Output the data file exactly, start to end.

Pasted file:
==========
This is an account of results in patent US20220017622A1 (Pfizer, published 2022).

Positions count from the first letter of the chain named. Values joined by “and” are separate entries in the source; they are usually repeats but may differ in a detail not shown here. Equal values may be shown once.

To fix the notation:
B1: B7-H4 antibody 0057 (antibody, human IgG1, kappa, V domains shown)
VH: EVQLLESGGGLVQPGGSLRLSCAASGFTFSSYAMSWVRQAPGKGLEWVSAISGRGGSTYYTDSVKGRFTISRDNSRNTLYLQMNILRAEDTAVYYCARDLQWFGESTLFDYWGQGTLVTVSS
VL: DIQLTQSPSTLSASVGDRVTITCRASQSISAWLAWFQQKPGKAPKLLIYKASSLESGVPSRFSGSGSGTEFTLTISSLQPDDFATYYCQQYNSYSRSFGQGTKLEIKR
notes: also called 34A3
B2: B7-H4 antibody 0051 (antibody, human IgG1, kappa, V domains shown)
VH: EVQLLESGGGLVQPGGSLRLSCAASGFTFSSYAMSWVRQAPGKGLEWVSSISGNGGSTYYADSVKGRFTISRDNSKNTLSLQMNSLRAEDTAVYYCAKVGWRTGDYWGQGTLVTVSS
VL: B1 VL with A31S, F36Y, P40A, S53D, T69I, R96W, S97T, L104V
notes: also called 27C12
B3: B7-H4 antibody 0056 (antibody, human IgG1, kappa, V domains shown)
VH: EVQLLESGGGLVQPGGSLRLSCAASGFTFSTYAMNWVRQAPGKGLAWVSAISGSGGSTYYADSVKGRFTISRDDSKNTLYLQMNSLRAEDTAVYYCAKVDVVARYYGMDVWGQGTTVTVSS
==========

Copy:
This is an account of results in patent US20220017622A1 (Pfizer, published 2022).

Positions count from the first letter of the chain named. Values joined by “and” are separate entries in the source; they are usually repeats but may differ in a detail not shown here. Equal values may be shown once.

To fix the notation:
B1: B7-H4 antibody 0057 (antibody, human IgG1, kappa, V domains shown)
VH: EVQLLESGGGLVQPGGSLRLSCAASGFTFSSYAMSWVRQAPGKGLEWVSAISGRGGSTYYTDSVKGRFTISRDNSRNTLYLQMNILRAEDTAVYYCARDLQWFGESTLFDYWGQGTLVTVSS
VL: DIQLTQSPSTLSASVGDRVTITCRASQSISAWLAWFQQKPGKAPKLLIYKASSLESGVPSRFSGSGSGTEFTLTISSLQPDDFATYYCQQYNSYSRSFGQGTKLEIKR
notes: also called 34A3
B2: B7-H4 antibody 0051 (antibody, human IgG1, kappa, V domains shown)
VH: EVQLLESGGGLVQPGGSLRLSCAASGFTFSSYAMSWVRQAPGKGLEWVSSISGNGGSTYYADSVKGRFTISRDNSKNTLSLQMNSLRAEDTAVYYCAKVGWRTGDYWGQGTLVTVSS
VL: B1 VL with A31S, F36Y, P40A, S53D, T69I, R96W, S97T, L104V
notes: also called 27C12
B3: B7-H4 antibody 0056 (antibody, human IgG1, kappa, V domains shown)
VH: EVQLLESGGGLVQPGGSLRLSCAASGFTFSTYAMNWVRQAPGKGLAWVSAISGSGGSTYYADSVKGRFTISRDDSKNTLYLQMNSLRAEDTAVYYCAKVDVVARYYGMDVWGQGTTVTVSS